Back to IndieWire

For Your Consideration: 10 Things The Fall Fests Told Us About Awards Season

For Your Consideration: 10 Things The Fall Fests Told Us About Awards Season

Two weeks ago, indieWIRE published an article speculating what the Venice-Telluride-Toronto trifecta of film festivals might tell us about the fast approaching 2009 awards season. And as it turns out, we were mostly right. But what’s unfortunate about that is what an unexciting two weeks it made for. Perhaps the fact that “Precious” ending up winning Toronto’s audience award speaks to that more than anything else. Almost everything that materialized from those three major fests we either already knew, or probably saw coming. So let’s return to indieWIRE‘s ten aforepublished suggestions, and see where things stand now that the dust has settled:

1. Are “Precious” and “An Education” the real deal?

Suggestion: “These crowd-pleasers are made for festivals like Toronto, and I wouldn’t blame Carey Mulligan or Mo’Nique if they started practicing Oscar speeches in their Toronto hotel mirrors.”

Outcome: As noted, “Precious” ended up taking Toronto’s audience award, the first time in history a film won such a prize at both Sundance and Toronto. And even if it hadn’t, both the media and public stormed the film’s arrival at the festival, and it was quickly clear any buzz that came with “Precious”‘s Sundance debut had far from decipitated. The same goes for “Precious”‘s Sundance sister “An Education,” which screened in both Toronto and Telluride and was the source of considerable interest at both. Both these films seem essentially assured a slot in Oscar’s top 10, while “Precious”‘ Mo’Nique and “Education”‘s Mulligan are both securely locked into nods in their respective acting categories.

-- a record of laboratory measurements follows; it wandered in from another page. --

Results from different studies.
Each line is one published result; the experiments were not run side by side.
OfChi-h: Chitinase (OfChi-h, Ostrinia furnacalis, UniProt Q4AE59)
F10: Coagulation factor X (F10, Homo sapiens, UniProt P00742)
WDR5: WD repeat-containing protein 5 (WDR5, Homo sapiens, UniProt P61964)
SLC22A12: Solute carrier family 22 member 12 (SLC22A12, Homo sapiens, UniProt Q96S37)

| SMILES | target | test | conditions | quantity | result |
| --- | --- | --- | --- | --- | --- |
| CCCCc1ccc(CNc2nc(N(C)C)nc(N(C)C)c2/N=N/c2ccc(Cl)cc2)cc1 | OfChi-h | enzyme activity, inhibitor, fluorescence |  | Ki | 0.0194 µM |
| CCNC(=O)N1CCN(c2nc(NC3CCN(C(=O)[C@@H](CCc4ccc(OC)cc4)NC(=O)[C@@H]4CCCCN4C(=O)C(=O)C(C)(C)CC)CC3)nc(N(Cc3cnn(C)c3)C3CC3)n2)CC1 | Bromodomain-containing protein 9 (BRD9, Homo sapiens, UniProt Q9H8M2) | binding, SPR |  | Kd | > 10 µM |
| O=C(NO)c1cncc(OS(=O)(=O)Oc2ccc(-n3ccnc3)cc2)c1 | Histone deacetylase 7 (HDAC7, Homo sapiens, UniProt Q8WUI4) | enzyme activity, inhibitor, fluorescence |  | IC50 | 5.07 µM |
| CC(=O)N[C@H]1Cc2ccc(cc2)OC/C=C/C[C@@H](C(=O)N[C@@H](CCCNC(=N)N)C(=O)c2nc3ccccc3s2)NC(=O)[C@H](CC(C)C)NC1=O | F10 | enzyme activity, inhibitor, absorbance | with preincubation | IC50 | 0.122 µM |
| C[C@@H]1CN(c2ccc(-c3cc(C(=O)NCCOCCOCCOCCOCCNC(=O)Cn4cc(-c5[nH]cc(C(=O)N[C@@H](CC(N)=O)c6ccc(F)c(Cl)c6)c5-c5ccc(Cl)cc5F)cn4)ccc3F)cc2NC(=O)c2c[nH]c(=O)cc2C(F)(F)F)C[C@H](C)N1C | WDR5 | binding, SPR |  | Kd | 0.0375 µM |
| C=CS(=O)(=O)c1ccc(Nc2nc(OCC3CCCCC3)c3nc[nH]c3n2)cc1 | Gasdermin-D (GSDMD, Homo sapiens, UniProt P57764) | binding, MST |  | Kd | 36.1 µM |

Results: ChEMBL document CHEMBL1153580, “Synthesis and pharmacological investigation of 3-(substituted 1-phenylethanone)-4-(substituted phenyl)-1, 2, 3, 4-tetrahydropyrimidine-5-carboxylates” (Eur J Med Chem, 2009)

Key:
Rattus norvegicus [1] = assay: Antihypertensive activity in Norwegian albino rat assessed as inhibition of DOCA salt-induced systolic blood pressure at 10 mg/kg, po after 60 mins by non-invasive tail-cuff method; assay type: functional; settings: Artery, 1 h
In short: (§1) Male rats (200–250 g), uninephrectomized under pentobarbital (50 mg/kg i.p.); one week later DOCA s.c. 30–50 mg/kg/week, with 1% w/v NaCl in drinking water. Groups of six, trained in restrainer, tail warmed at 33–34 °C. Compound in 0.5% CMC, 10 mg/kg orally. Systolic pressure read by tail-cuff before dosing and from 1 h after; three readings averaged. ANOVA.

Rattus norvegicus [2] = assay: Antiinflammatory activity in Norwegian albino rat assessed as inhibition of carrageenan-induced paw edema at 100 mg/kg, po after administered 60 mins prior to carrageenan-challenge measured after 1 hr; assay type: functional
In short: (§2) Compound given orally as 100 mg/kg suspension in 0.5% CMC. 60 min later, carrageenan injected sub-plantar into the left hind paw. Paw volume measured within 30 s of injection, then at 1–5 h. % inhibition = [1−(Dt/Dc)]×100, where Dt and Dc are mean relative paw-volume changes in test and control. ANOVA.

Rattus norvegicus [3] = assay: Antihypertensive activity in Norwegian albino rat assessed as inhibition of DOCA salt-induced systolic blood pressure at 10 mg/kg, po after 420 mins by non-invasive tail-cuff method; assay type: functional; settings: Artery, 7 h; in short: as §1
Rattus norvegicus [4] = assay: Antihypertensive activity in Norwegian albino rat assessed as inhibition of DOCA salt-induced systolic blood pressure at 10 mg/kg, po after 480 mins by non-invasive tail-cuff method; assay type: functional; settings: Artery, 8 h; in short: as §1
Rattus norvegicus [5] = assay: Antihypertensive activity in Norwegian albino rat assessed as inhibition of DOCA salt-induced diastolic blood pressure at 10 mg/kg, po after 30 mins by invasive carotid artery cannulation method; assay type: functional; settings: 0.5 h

2. Can this female coming-of-age trend extend beyond those two films?

Suggestion: Speaking specificially to Francesca Gregorini and Tatiana von Furstenberg’s prep school-circa-today-set “Tanner Hall” and Jordan Scott’s boarding school-circa-1934-set “Cracks,” we wondered whether the female coming of age trend in fess this year (dominated by the former “Precious” and “Education”), could extend to these two buzzy titles. Our suggestion lacked much confidence, but bet if either took off, they’d head to 2010.

Outcome: Neither title managed to gain much traction in Toronto, but this speaks to a whole other issue (see #9).

3. Is Michael Moore still capable of causing a stir? And can this equal a best picture nomination?

Suggestion: “‘Capitalism: A Love Story’ still rouses the crowds, but it’s quieter than usual, and talk of a best picture nomination dies quickly.

Outcome: Our suggestion was maybe overly optimistic. Critical support out of the fests was definitely more tepid that usual for Moore, and public interest was certainly not as loud as we’ve seen in the past. A best picture nomination is a very unlikely idea at this point.

4. Is Tom Ford capable of making a good movie?

Suggestion: “I’d love to say I’m sure it will end up a poignant tale of gay love and loss (its about Firth’s character losing his longtime lover in a car crash) and puts Julianne Moore (playing Firth’s fun-loving best gal pal) in line for gold, but that’s a grand prediction to make considering Ford’s entirely unproven directorial talents.”

Outcome: Perhaps we should have been more grand. Ford’s “A Single Man” premiered at Venice to raves, won the fest’s best actor prize, and then headed to Toronto to quickly become the only major awards discovery out of any of these festivals so far. While landing on the best picture top ten might be a stretch for this artful, somewhat uncommercial film, nods for stars Colin Firth and Julianne Moore (and art direction and costume design) seem like good possibilities.

5. Did “The Road”‘s delays actually suggest anything about how good it is?

Suggestion: “It’ll be better than most of us might have thought, but too bleak to make a serious play for Oscar’s big categories.”

Outcome: Critical response was quite intensely mixed, but those who liked it seemed to really like it. That said, it’s hard to take the film seriously as a major Oscar contender just yet – we’ll have to wait until late November to see how the film’s theatrical release is met both publicly and critically before making confident judgements. At this point, though, the Weinsteins’ “Road” to Oscar might be long and hard.

-This article continues on page 2-

A scene from Jason Reitman’s “Up In The Air.” Image courtesy of the Toronto International Film Festival.

6. Will “Bright Star”‘s buzz translate Stateside?

Suggestion: “‘Star” is met with critical approval and struggles to keep buzzing as the competition heats up.”